|Photo: Olushola Bashorun
By Lenora Houseworth
The year of 2017 has been a doozy, no doubt. From the ever-exhausting, ridiculous excuse for a President, rampant sexual assault scandals, to the numerous crimes against humanity, Black women have been the silent bright spot in an otherwise dark socio-political landscape.
Recently an article published on ABCNews.com asserted black women have a newfound “hope” after the news of Meghan Markle’s engagement to Prince Harry. Now I won’t go into here why that is an extremely flawed (Read: wack) argument, but I will say personally my only real takeaway from the article was that the struggling, desperate, unloveable black woman narrative is tired, overdone and quite frankly FALSE.
Do we still get paid 64 cents to every dollar a white male gets? Yep.
Do we still hold less than 2% of senior leadership positions in major corporations? Yep.
Do we still have to work twice as hard as a double minority for the same recognition and success compared to our white counterparts? Yep.
Yet, and still we thrive.
This year more than ever before, proved the power, resilience and brilliance of black women in every area of society, and I loved watching every minute of it. Both in my inner circle and beyond, black women are creating, flourishing and fighting like only we know how despite all of the societal and institutional roadblocks, all while staying moisturized and melanated.
|Photo via daremebeautiful
1. For the first time in American history, Black women are the most educated group in the country according to the National Center for Education Statistics despite major wage gap inequalities.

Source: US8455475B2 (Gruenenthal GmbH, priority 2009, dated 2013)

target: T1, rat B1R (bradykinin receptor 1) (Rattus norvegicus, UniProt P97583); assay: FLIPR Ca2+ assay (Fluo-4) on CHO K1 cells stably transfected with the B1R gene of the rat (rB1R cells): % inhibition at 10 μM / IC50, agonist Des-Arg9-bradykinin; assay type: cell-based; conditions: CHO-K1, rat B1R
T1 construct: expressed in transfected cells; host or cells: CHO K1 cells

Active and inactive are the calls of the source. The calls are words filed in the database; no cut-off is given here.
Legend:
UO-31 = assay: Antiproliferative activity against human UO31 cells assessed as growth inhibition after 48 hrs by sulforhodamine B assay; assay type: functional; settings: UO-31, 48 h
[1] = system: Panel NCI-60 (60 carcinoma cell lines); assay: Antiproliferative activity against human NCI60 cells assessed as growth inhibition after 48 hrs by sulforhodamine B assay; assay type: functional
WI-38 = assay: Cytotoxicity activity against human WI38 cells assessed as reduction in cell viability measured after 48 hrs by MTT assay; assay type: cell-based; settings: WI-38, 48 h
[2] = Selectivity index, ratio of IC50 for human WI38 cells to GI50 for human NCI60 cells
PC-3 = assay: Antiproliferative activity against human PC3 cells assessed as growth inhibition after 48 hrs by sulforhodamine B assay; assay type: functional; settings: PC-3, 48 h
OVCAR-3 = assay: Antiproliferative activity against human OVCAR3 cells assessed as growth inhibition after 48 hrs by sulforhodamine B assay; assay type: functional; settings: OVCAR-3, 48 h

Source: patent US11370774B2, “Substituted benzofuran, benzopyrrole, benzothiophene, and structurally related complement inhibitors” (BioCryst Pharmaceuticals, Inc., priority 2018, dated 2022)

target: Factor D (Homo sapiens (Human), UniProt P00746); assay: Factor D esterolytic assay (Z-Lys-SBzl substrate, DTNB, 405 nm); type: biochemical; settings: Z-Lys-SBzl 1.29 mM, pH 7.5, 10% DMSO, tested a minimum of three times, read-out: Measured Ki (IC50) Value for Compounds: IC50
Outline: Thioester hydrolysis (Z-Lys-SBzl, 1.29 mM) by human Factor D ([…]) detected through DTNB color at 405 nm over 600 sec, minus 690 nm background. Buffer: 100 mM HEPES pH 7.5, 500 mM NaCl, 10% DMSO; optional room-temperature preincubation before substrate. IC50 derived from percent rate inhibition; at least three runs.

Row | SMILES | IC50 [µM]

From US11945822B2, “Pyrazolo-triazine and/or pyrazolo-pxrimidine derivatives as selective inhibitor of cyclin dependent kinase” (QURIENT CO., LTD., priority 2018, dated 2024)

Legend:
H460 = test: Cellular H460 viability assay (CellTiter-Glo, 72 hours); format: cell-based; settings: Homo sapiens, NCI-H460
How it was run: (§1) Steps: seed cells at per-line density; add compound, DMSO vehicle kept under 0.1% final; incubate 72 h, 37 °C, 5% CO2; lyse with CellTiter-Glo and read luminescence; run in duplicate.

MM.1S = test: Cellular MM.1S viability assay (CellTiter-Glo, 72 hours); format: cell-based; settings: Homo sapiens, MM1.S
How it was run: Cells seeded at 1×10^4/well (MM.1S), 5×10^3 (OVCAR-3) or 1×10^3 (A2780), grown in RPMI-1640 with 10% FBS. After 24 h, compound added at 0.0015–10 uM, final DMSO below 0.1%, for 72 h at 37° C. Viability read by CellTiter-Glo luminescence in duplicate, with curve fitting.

2. We continuously fight against injustice using our vote. With more than 95% voting against morally corrupt talking heads likes Donald Trump and Roy Moore, black women prove repeatedly we are a political force.
3. Along with that, we are breaking political ceilings. From Charlotte North Carolina’s first Black woman mayor, Vi Lyles, to New Jersey’s first Black Lieutenant mayor Sheila Oliver, black women are changing history.
5. We start movements that dispel the stigma of sexual violence. A decade before hashtags and celebrity support, Tarana Burke created the Me Too movement to tackle sexual predators head on.
|Letoya Luckett & husband Tommicus Walker
6. Black woman are in love and getting married. According to census data, 75% of Black women are getting married before 35 with more than 80% of educated, established black men marrying black women.
Founders of the Black Lives Matter movement- From left: Patrisse Cullors, Alicia Garza, Opal Tometi. | Ben Baker for Politico Magazine/Redux Pictures